In the 2018 U.S. midterm election, voters turned out at levels not seen in 100 years. Although this striking departure from the trend of falling turnout is something to celebrate, we as a country must make more progress in expanding the electorate: the voting populace in the U.S. remains older, whiter, richer, and more educated than the country as a whole. While traditionally underrepresented groups also saw participation gains in 2018, the gap remains: individuals in households making more than $50,000 a year (in 2017 median income was $61,372) turned out at rates 20 percentage points higher than households making less than $50,000.
Currently, the groups most likely to vote are made up largely of individuals benefiting from the status quo policies. A lack of representation means that policies will continue to cater disproportionately to these groups, rather than accounting for the needs of everybody.
Moving forward, to build a more just democracy, we must work not only to sustain this recent boost in turnout but also to focus explicitly on policies and interventions that enable underrepresented communities to participate.
There is now a thorough body of research documenting the strategies that move voters to the polls, from voting report cards that publicize individual voting behavior to plan-making prompts that help voters follow through on their intention. Campaigns, activists, and nonpartisan turnout organizations have taken up these behaviorally informed tactics to varying degrees and with varying success.
Currently, the groups most likely to vote are made up largely of individuals benefitting from the status quo policies.
This is a good start. However, without an eye toward who is most affected by these interventions, we risk widening the participation gap. Often, these interventions work best for individuals who already look like the “typical” voter, and can struggle to improve turnout among traditionally underrepresented groups.
So how can we close the participation gap?
Two recent working papers offer evidence that we might already know how close the gap. But it requires us to rethink what counts as a voter turnout intervention.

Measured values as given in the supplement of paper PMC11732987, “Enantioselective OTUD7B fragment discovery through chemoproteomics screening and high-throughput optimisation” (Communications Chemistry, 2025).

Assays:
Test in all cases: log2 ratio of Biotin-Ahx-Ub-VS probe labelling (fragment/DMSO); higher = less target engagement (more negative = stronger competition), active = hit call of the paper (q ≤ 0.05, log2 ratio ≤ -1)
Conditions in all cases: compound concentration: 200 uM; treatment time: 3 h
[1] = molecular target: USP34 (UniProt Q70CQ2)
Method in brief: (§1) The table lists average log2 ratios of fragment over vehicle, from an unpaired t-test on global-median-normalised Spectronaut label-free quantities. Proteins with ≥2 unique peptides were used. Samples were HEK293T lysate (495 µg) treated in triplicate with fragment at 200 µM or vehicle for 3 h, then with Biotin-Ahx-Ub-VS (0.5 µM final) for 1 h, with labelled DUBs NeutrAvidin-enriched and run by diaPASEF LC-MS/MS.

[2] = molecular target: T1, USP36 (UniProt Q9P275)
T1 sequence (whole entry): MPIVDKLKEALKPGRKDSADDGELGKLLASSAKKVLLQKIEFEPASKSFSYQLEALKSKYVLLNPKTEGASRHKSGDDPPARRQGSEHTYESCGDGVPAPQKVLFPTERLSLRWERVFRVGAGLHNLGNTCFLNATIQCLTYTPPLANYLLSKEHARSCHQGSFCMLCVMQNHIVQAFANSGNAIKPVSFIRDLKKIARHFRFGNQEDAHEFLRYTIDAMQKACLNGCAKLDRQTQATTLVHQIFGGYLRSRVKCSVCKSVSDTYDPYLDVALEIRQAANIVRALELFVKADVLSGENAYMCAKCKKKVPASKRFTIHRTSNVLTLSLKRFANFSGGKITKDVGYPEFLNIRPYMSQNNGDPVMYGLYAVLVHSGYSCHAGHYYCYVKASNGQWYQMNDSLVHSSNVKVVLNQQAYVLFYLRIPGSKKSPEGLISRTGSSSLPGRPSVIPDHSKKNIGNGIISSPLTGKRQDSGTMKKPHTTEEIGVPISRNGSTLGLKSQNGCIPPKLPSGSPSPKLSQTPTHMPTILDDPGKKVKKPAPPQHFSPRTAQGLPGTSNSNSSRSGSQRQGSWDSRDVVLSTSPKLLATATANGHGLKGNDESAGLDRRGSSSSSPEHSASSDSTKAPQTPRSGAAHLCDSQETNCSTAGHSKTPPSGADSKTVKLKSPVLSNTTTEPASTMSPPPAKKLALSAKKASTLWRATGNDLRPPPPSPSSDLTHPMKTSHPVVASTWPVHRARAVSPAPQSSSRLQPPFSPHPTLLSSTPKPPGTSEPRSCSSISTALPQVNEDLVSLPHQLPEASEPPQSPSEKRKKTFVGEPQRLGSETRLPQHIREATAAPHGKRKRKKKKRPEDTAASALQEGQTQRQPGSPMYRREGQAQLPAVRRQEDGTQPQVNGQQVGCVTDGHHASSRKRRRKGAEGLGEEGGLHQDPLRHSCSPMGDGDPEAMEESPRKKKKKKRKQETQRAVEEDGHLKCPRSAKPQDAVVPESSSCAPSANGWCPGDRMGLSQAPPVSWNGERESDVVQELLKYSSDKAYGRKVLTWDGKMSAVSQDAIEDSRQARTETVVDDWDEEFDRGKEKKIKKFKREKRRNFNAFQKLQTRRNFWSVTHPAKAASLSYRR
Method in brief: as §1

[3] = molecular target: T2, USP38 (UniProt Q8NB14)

Political scientists have long known that voter turnout is highly correlated with income, and that inequality in voter participation distorts the representativeness of government. But the direct impact of wealth on low- and middle-income individuals’ likelihood to vote became more clear in a new paper that examines the effects of unconditional cash transfers on voter turnout in North Carolina. The researchers found that an average annual transfer of $4,700 increased voter turnout among the children of low-income families once they reached adulthood by eight to 20 percentage points. This is a massive effect, especially when compared to high-impact voting reforms and get-out-the-vote strategies: same day voter registration increases turnout by three to seven percentage points, and social-pressure mail leads to a 2.3 percentage point increase.
Similarly, there is new evidence for the effect of Medicaid on voter participation. Researchers found that being selected in the Oregon Medicaid lottery between March and September 2008 increased voter turnout in the November 2008 election by 2.5 percentage points overall, and by 5.4 percentage points for men (it’s unclear why it had a higher impact on men, though it could be because baseline turnout for women was higher to begin with).
Why do cash transfers and access to health care increase participation at the ballot box?